The mother has baskets to make. On the floor of the hut is a heap of fine, twisting tree-roots which she brought from the forest yesterday; and under the shadow of her grassy roof she sits before the door weaving them into strong, neat baskets, like the one in which the men carried their dinner when they went to hunt. While she works, other women come too with their work, sit beside her in the shade, and chatter away in a very queer-sounding language. We couldn't understand it at all; but we should hear them always call Manenko's mother Ma-Zungo, meaning Zungo's mother, instead of saying Maunka, which you remember I told you is her name. Zungo is her oldest boy, you know; and ever since he was born she has been called nothing but Ma-Zungo,—just as if, when a lady comes into your school, the teacher should say: "This is Joe's mother," or "This is Teddy's mamma," so that the children should all know her.
So the mother works on the baskets and talks with the women; but Manenko has heard the call of the honey-bird, the brisk little chirp of "Chiken, chiken, chik, churr, churr," and she is away to the wood to follow his call, and bring home the honey.
She runs beneath the tall trees, looking up for the small brown bird; then she stops and listens to hear him again, when close beside her comes the call, "Chiken, chiken, chik, churr, churr," and there sits the brown bird above a hole in the tree, where the bees are flying in and out, their legs yellow with honey-dust. It is too high for Manenko to reach; but she marks the place and says to herself: "I will tell Ra when he comes home." Who is Ra? Why, that is her name for "father." She turns to go home, but stops to listen to the wild shouts and songs of the women who have left the huts, and are coming down towards the river to welcome their chief with lulliloo, praising him by such strange names as "Great lion," "Great buffalo."
The chief comes from a long journey with the young men up the river in canoes, to hunt the elephant, and bring home the ivory tusks, from which we have many beautiful things made. The canoes are full of tusks; and, while the men unload them, the women are shouting, "Sleep, my lord, my great chief." Manenko listens while she stands under the trees,—listens for only a minute, and then runs to join her mother, and add her little voice to the general noise.
Down on the edge of the river tall reeds are growing, like thick, tall grass, high enough to wave over the heads of the men who are wading through it, bringing their ivory to shore. The chief is very proud and happy to bring home such a load; before sunset it will all be carried up to the huts, the men will dress in their very best, and walk in a gay procession. Indeed, they can't dress much; no coats or hats or nicely polished boots have they to put on; but some will have the white ends of oxen's tails in their hair, some a plume of black ostrich feathers, and the chief himself has a very grand cap made from the yellow mane of an old lion. The drum will beat, the women will shout, while the men gather round a fire, and roast and eat great slices of ox-meat, and tell the story of their famous elephant-hunt.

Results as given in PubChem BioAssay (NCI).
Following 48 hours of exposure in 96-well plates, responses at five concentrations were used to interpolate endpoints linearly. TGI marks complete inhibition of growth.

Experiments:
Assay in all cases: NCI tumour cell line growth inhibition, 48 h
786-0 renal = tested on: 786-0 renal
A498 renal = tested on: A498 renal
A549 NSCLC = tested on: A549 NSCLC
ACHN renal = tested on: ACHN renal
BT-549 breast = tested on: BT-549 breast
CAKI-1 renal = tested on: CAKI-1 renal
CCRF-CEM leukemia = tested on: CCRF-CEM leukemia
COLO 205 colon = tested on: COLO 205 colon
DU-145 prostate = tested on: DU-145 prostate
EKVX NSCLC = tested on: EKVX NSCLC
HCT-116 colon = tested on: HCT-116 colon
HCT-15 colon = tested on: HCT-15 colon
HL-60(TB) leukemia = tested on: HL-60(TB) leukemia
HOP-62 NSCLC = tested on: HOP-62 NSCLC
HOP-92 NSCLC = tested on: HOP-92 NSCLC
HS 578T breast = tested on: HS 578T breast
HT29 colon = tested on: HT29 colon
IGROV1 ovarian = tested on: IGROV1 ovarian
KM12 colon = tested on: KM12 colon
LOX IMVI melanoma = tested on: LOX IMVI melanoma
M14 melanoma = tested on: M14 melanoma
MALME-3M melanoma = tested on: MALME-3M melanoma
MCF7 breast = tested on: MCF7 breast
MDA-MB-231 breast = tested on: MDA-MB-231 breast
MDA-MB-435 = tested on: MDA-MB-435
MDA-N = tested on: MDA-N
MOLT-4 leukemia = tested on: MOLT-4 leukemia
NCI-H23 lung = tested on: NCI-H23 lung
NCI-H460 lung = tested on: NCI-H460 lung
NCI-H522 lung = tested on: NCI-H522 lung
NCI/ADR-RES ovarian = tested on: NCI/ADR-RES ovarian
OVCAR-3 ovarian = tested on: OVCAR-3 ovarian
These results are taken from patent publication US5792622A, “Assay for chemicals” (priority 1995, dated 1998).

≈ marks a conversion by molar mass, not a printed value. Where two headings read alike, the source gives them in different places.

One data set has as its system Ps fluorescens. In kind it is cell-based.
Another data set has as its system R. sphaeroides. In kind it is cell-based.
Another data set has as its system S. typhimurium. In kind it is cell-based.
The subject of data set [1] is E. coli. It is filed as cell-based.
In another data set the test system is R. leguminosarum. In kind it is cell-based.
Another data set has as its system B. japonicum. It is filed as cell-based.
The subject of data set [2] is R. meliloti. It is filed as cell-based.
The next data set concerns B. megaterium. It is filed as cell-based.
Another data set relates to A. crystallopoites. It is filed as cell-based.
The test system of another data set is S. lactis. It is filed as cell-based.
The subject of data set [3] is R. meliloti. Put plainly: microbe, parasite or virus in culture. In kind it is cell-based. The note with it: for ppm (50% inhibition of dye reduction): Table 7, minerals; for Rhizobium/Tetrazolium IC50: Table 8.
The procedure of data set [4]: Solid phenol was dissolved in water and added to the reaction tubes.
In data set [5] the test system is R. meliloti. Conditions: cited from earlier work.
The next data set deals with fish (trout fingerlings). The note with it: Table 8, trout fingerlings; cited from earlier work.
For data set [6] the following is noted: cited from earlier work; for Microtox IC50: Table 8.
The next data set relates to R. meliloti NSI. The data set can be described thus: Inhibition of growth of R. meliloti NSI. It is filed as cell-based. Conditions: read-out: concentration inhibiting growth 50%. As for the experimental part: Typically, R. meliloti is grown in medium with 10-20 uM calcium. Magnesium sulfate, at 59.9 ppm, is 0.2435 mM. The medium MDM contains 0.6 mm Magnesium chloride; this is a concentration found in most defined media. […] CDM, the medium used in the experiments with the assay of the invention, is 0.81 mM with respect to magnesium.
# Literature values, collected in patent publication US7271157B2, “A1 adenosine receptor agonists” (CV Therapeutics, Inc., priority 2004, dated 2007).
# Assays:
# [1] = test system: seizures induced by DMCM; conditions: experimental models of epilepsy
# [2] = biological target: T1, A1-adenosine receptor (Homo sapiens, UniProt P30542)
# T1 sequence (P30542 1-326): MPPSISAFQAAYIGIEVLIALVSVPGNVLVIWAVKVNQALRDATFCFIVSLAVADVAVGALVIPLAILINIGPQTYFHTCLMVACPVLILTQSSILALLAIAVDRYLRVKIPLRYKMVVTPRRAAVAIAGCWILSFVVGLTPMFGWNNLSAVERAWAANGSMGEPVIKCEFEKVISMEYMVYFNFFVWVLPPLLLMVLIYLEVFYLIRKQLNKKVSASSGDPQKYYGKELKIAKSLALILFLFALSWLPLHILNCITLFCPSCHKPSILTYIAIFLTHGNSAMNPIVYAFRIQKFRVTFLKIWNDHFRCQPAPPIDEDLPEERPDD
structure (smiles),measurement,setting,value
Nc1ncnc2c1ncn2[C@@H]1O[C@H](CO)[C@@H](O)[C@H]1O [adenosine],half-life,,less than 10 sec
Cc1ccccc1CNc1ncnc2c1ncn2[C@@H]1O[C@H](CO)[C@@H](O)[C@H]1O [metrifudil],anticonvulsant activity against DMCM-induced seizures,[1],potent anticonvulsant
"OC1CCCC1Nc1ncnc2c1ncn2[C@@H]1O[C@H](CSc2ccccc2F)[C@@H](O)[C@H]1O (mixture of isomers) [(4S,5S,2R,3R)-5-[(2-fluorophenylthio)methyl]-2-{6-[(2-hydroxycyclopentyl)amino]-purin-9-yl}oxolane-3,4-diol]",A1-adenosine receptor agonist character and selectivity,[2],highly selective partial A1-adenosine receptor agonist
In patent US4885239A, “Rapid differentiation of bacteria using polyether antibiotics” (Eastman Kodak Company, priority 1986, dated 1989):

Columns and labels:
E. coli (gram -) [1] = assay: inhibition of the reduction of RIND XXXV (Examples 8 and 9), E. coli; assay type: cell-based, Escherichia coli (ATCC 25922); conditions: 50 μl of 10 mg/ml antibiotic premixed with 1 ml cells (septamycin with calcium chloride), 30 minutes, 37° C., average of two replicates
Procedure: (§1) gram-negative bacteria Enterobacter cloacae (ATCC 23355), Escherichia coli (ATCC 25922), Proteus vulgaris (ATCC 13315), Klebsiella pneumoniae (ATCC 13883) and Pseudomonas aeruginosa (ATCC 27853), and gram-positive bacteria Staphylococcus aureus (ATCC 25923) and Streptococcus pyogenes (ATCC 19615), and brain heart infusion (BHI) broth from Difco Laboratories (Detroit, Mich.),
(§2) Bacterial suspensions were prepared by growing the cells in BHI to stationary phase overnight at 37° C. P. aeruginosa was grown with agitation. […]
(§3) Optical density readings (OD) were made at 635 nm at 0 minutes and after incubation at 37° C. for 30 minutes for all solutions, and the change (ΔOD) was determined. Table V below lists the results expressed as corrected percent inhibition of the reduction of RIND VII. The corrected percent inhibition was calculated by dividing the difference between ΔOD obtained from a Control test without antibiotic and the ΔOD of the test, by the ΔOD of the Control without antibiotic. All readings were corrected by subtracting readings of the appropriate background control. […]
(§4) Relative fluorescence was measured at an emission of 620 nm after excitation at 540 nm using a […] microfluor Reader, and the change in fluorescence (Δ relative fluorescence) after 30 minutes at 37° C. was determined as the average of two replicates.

How they came to the bushes with fine, silvery leaves and sweet bark, which the elephant eats, and there hiding, watched and waited many hours, until the ground shook with the heavy tread of a great mother-elephant and her two calves, coming up from the river, where they had been to drink. Their trunks were full of water, and they tossed them up, spouting the water like a fine shower-bath over their hot heads and backs, and now, cooled and refreshed, began to eat the silvery leaves of the bushes. Then the hunters threw their spears thick and fast; after two hours, the great creature lay still upon the ground,—she was dead.
So day after day they had hunted, loading the canoes with ivory, and sailing far up the river; far up where the tall rushes wave, twisted together by the twining morning-glory vines; far up where the alligators make great nests in the river-bank, and lay their eggs, and stretch themselves in the sunshine, half asleep inside their scaly armor; far up where the hippopotamus is standing in his drowsy dream on the bottom of the river, with the water covering him, head and all. He is a great, sleepy fellow, not unlike a very large, dark-brown pig, with a thick skin and no hair. Here he lives under the water all day, only once in a while poking up his nose for a breath of fresh air. And here is the mother-hippopotamus, with her baby standing upon her neck, that he may be nearer the top of the water. Think how funny he must look.
All day long they stand here under the water, half asleep; sometimes giving a loud grunt or snore, and sometimes, I am sorry to say, tipping over a canoe which happens to float over their heads. But at night, when men are asleep, the great beasts come up out of the river and eat the short, sweet grass upon the shore, and look about to see the world a little. Oh, what mighty beasts! Men are so small and weak beside them. And yet, because the mind of man is so much above theirs, he can rule them; for God made man to be king of the whole earth, and greater than all.
All these wonderful things the men have seen, and Manenko listens to their stories until the moon is high and the stars have almost faded in her light. Then her father and Zungo come home, bringing the antelope and buffalo meat, too tired to tell their story until the next day. So, after eating supper, they are all soon asleep upon the mats which form their beds. It is a hard kind of bed, but a good one, if you don't have too many mice for bedfellows. A little bright-eyed mouse is a pretty creature, but one doesn't care to sleep with him.
These are simple, happy people; they live out of doors most of the time, and they love the sunshine, the rain, and the wind. They have plenty to eat,—the pounded corn, milk and honey, and scarlet beans, and the hunters bring meat; and soon it will be time for the wild water-birds to come flocking down the river,—white pelicans and brown ducks, and hundreds of smaller birds that chase the skimming flies over the water.
If Manenko could read, she would be sorry that she has no books; and if she knew what dolls are, she might be longing every day for a beautiful wax doll, with curling hair, and eyes to open and shut. But these are things of which she knows nothing at all; and she is happy enough in watching the hornets building their hanging nests on the branches of the trees, cutting the small sticks of sugar-cane, or following the honey-bird's call.
If the children who have books would oftener leave them, and study the wonders of the things about them,—of the birds, the plants, the curious creatures that live and work on the land and in the air and water,—it would be better for them. Try it, dear children; open your eyes and look into the ways and forms of life in the midst of which God has placed you, and get acquainted with them, till you feel that they, too, are your brothers and sisters, and God your Father and theirs.